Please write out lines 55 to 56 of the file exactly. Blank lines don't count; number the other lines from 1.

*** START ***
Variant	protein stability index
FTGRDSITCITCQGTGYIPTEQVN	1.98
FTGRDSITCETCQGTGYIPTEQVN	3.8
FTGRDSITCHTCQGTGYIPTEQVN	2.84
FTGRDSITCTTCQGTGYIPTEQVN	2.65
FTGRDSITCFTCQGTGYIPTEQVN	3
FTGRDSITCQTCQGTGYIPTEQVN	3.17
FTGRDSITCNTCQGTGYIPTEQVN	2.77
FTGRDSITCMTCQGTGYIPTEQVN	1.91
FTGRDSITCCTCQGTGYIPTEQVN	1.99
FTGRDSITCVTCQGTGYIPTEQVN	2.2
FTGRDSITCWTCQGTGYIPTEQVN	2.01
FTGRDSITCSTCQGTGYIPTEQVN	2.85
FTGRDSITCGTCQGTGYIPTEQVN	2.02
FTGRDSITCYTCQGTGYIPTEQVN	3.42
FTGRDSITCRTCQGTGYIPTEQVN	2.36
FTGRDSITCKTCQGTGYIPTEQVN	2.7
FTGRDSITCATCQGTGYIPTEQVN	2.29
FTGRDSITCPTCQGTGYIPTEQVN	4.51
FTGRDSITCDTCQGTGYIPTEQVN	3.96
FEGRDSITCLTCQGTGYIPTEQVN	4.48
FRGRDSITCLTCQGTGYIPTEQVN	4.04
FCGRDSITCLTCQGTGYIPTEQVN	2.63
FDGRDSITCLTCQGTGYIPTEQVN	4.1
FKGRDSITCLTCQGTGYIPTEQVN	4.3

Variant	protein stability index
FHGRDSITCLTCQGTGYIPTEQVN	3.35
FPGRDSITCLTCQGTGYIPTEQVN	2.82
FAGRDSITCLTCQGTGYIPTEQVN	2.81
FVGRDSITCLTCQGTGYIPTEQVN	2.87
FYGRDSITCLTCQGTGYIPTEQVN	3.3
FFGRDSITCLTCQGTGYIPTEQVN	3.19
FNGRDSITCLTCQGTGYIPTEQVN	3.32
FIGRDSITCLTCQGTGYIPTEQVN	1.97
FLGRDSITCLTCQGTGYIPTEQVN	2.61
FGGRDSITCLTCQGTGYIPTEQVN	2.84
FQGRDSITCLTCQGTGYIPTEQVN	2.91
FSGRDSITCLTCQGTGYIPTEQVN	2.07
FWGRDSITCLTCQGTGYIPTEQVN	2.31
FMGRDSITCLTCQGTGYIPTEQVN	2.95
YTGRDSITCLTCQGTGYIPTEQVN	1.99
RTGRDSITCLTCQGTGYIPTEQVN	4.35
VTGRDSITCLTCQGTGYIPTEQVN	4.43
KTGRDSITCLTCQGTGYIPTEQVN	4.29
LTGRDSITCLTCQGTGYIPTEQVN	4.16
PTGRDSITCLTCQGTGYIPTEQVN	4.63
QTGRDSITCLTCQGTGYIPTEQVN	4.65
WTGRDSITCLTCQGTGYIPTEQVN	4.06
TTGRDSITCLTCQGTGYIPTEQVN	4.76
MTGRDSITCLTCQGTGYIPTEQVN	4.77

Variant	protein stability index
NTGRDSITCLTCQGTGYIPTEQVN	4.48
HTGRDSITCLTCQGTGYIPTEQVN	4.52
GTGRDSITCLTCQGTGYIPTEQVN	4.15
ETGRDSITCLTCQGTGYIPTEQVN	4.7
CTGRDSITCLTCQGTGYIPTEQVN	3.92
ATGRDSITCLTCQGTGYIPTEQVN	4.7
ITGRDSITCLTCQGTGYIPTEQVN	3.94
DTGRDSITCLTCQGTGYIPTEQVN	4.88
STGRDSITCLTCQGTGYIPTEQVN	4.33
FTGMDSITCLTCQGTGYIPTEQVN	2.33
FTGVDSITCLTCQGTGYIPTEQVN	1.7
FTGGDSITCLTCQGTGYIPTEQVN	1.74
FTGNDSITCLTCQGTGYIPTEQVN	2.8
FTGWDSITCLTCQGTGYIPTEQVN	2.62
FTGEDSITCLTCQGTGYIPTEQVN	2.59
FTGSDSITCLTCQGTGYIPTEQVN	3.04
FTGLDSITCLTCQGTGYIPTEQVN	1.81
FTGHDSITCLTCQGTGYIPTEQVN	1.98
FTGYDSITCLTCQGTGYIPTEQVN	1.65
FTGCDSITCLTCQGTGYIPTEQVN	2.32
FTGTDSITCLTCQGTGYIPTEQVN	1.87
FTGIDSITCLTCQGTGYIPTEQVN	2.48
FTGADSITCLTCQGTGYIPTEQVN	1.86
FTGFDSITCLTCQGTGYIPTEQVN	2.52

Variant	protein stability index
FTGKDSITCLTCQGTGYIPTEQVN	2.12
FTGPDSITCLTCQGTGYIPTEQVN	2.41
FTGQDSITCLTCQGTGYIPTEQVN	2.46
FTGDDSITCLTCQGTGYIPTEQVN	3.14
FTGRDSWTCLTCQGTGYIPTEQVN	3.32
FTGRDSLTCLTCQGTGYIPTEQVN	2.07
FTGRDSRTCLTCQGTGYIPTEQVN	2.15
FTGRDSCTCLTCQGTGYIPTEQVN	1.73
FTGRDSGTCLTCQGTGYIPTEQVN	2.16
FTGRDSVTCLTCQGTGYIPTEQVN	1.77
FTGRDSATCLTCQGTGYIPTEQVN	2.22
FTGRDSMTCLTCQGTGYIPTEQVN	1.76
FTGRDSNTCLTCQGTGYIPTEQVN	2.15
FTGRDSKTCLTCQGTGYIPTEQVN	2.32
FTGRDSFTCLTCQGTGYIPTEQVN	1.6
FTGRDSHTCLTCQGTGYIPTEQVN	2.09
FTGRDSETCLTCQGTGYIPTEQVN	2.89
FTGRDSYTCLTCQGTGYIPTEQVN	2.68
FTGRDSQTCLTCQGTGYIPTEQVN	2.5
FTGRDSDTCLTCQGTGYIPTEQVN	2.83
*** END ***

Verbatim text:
ETGRDSITCLTCQGTGYIPTEQVN	4.7
CTGRDSITCLTCQGTGYIPTEQVN	3.92